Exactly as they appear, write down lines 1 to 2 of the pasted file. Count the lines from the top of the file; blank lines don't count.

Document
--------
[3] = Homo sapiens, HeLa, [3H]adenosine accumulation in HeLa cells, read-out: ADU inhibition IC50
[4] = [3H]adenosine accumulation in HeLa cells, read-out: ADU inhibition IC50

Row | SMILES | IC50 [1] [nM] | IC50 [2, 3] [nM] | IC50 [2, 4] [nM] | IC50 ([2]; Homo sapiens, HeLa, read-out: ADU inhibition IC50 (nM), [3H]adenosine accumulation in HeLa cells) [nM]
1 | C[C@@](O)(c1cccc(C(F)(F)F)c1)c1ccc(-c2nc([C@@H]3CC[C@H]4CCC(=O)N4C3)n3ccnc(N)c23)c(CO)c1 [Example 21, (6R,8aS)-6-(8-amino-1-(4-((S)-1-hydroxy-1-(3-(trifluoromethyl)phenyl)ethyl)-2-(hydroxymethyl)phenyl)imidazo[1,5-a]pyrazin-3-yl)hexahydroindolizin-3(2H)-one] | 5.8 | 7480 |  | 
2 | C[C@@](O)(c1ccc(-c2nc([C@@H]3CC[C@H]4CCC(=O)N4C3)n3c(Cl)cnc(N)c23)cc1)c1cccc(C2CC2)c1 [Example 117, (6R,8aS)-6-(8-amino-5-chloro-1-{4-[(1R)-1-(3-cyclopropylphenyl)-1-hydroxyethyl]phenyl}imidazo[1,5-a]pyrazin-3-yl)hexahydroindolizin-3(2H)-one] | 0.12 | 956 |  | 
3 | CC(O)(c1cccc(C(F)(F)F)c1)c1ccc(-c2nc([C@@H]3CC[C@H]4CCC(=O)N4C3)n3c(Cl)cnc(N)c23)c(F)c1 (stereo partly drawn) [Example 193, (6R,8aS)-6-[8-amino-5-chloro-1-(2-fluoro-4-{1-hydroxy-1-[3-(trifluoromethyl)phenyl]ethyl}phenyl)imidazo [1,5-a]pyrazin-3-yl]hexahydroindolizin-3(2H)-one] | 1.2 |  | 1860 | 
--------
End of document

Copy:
[3] = Homo sapiens, HeLa, [3H]adenosine accumulation in HeLa cells, read-out: ADU inhibition IC50
[4] = [3H]adenosine accumulation in HeLa cells, read-out: ADU inhibition IC50